Larry Fleet: After playing a few years in Nashville, it wasn’t working out. I never got what you’d call a ‘big break’ so I went back to work doing construction. But then, by chance, one night I was playing guitar in a barn and Jake Owen walked in and long story short, he wound up taking me on the road with him. He wanted to help me out, and he’s done just that. He’s been a good friend.

Jason: Can you describe the feedback you received from your early song writing?

Larry Fleet: Early on, I didn’t know what I was doing. There were people I was influenced by such as Willie Nelson or Dave Matthews or whoever I was listening to at the time, so I would imitate what they were doing, but later I figured out who I was. I come from a blue collar family. My first job was working as a bricklayer, which was hard work. That’s who I was and where I come from, so I started writing as honest as possible about what I knew and that’s when my writing got better. I knew what I was talking about. When I wrote “Working Man” I knew I was onto something.

Jason: Do you have a philosophy when it comes to connecting with listeners?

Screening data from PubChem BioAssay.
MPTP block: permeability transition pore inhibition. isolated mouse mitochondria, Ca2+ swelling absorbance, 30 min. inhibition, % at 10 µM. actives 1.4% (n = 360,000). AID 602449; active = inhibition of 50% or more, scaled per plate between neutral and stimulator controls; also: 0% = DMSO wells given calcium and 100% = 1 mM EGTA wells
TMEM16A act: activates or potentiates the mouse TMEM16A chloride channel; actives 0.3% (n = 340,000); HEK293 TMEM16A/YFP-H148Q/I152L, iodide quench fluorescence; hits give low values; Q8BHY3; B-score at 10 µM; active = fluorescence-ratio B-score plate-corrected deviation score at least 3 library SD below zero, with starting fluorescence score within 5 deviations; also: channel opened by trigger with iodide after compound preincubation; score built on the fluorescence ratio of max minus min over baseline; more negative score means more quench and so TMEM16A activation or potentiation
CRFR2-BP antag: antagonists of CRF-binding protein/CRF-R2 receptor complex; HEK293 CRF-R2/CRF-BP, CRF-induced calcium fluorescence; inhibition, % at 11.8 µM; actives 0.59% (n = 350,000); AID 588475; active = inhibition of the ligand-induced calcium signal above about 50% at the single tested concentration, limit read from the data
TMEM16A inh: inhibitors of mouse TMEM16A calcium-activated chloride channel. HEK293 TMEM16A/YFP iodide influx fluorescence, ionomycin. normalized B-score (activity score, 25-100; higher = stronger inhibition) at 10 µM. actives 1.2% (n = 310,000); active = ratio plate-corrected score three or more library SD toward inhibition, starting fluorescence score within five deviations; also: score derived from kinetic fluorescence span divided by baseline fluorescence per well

Larry Fleet: It’s just about being honest. I’ve noticed talking to people at shows they’ll say ‘don’t change because what you’re doing is making a difference.’ I’m writing to those listeners. I happen to be decent with words and can say what they want to say. One night I was playing when a guy in a wheelchair came up to me and he’d looked like he’d been through it a little and he told me he heard my song “Where I Find God “a week before he found out he had stage four cancer. It was so emotional to hear how this song had changed his life. He told me ‘keep doing what you’re doing because you’re making a difference’ so as far as being a songwriter goes, that’s the biggest compliment you can get. That is how I connect with my audience. I’m not playing somebody who I’m not. I just write from the heart and be as honest as I can. That seems to be working out.

Jason: What do you believe are the sole reasons country music resonates so strongly with audiences? Is it the simple truth and honesty contained in the lyrics?